Thursday, April 13, 2006

This UT student seems to have defied all the odds but one

This story by Carlos Guerra in the San Antonio Express-News is about a student who is the progeny of House Bill 1403, a bill that basically capitalizes on the incredible talent that exists among many of our immigrant youth. The bill was passed during the 2001 legislature and was sponsored by State Rep. Rick Noriega from Houston who like myself in my own work, observed correctly that many of our immigrant youth out perform our U.S.-born youth. I lay all of this out in my book, SUBTRACTIVE SCHOOLING, a three-year study of a Houston, inner-city high school that allowed me to focus on differences in schooling orientations between immigrant Mexican and nonimmigrant U.S.-born, Mexican American youth. I in fact drew from my research to testify on the legislation in 2001. In Houston, what had been observed is that many immigrant youth had excellent and ranked at the top of their class AND these youth had essentially lived their entire lives in the U.S. and so in many ways, they were more Texan and North American than any other identity. All HB 1403 did was it waived the prohibitive out-of-state tuition so that children from these poor, immigrant families could attend college, providing that they signed an affidavit saying that they were on the path to normalizing their status. This was well and good, however, because it takes at least 15 years for this to occur, these students--including the first cohort of this legislation that graduated in May, 2005--are still undocumented. These students and myself and now pushing for the DREAM Act to pass in congress. It is an amendment to the Senate Judiciary bill on immigration (amended by Senator Richard Durbin (IL) and it would allow these students to get on a path to temporary and then permanent legal residence if they've either served in the military for at least 2 years or if they have attended the university or community college for at least 2 years. This complicates support for any legislation that is draconian but is a reality nevertheless. Hope that this provides some additional perspective on Mirla's account below. -Angela

Web Posted: 03/30/2006 12:00 AM CST
by Carlos Guerra
San Antonio Express-News

Now a senior, 21-year-old Mirla López seems like a typical University of Texas at Austin student.

Her life story, however, shows that she is anything but.

"Times were very hard in the Valley, so we became migrant workers when I was 6," she recalls. "We would go to Georgia or Florida and pick strawberries, onions, cucumbers, whatever."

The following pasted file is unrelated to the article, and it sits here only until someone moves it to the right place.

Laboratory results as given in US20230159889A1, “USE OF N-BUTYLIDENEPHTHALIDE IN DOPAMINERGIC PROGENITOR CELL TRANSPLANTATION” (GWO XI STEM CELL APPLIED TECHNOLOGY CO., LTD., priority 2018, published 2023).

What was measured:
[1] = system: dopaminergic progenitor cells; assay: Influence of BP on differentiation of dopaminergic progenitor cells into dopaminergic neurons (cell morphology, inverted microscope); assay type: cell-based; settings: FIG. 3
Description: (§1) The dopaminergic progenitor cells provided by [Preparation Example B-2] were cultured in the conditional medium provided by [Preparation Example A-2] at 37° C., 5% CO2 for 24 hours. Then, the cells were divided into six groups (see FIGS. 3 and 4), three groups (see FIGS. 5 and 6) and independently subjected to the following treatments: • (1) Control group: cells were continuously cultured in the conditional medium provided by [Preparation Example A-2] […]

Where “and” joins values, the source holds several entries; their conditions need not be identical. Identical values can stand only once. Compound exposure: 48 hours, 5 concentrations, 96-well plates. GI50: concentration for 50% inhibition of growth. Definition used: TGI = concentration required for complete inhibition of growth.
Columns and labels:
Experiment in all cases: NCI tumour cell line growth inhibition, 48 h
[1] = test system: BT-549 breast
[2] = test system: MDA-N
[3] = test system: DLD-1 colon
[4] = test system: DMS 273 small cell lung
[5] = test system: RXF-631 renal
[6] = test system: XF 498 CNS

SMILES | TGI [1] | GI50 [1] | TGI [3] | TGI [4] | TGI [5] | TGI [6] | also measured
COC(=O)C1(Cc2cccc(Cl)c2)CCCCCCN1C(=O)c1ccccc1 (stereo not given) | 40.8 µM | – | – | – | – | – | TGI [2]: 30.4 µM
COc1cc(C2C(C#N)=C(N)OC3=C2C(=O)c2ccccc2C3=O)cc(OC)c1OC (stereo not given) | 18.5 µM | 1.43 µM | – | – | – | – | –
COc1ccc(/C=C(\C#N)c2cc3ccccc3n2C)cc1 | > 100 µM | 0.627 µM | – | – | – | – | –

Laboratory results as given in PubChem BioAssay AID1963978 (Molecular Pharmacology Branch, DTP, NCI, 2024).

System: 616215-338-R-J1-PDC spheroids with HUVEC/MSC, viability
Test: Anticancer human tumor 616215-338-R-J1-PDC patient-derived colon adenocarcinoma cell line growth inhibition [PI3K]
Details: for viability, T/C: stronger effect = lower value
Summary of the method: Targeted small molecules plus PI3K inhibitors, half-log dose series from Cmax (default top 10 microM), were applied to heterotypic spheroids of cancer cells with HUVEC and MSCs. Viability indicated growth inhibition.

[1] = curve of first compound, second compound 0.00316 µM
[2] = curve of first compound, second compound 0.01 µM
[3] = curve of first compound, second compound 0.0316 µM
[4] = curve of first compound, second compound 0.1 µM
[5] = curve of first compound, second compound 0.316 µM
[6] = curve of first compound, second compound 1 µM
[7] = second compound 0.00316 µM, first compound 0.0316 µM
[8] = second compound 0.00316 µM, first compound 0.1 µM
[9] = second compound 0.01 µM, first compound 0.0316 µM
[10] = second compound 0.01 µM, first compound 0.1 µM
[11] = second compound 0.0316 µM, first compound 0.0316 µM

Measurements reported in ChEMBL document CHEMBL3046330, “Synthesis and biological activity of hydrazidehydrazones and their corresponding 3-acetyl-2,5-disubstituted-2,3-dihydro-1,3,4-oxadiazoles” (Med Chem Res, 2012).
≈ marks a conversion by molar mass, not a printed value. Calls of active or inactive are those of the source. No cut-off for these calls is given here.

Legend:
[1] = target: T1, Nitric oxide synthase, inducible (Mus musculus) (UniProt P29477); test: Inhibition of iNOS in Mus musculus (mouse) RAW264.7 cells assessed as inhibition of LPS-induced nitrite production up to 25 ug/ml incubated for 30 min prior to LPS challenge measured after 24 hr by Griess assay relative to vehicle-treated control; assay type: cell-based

She went into the fields with her mother until she was 12, when her mother started leaving her wherever they were staying to care for the younger kids.

She attended migrant schools and participated in migrant programs, but through her early high school years her schooling was chaotic and disconnected.

"Then, after my sophomore year, I told my mom that I wanted to stay put someplace, so I could finish high school from a certain place," she says. "So I went to Houston to stay with my cousin and to take care of her little daughter, and my mom joined me there later."

In 2000, she enrolled at Houston's highly acclaimed Sánchez Charter High School, in part because it was close to her cousin's apartment. Also, unlike conventional high schools, that charter school recognized all the credits López had earned in migrant programs, so she would not be demoted for a year.

She did well and, in 2002, when she graduated as the school's salutatorian, she made the news, she says. "I guess because I was a migrant and I graduated with such high achievements."

She had considered continuing her studies at a community college, but a visiting recruiter encouraged her to apply to UT, which readily accepted her and awarded her a four-year Longhorn Opportunity Scholarship.

However generous, the scholarship doesn't cover all her expenses in Austin. Every summer, López returns to Houston, where she cleans homes and offices in the mornings, works the lunch rush at a restaurant and baby-sits in the evenings.

She says she already has enough credits to get her bachelor's degree with a major in government and a minor in business. But she wants to earn a second major in history.

And last year, she publicly revealed another reason why she is in no hurry to finish.

"I came out last year at an Immigrants Speak Out (event) at UT," she says, referring to her very public admission that she is an undocumented immigrant.

"There was a lot of hate, and very nasty comments were being made, so I stood up and said, 'You know what, I'm undocumented, and I work just as hard, if not harder, than every one of you.

"'And I am not leaving.'"

Her admission startled many. And it focused attention on an obscure Texas law under which immigrants may enroll in public universities, and pay in-state tuition, if they meet certain criteria.

They must have lived in Texas for three years prior to graduating and have a high school diploma or GED. If they are undocumented, as are an estimated 280 UT students, they also must file an affidavit with the school promising to apply for permanent residence as soon as they are eligible to do so.

"Yes, I could graduate this year," López says, "but then there is nothing I will be able to do because even with a college degree, I won't be able to work legally."

And returning to Mexico isn't really an option either, she says. She hasn't been there since her mother brought her to the Rio Grande Valley at age 6.

To contact Carlos Guerra, call (210) 250-3545 or e-mail
Online at:

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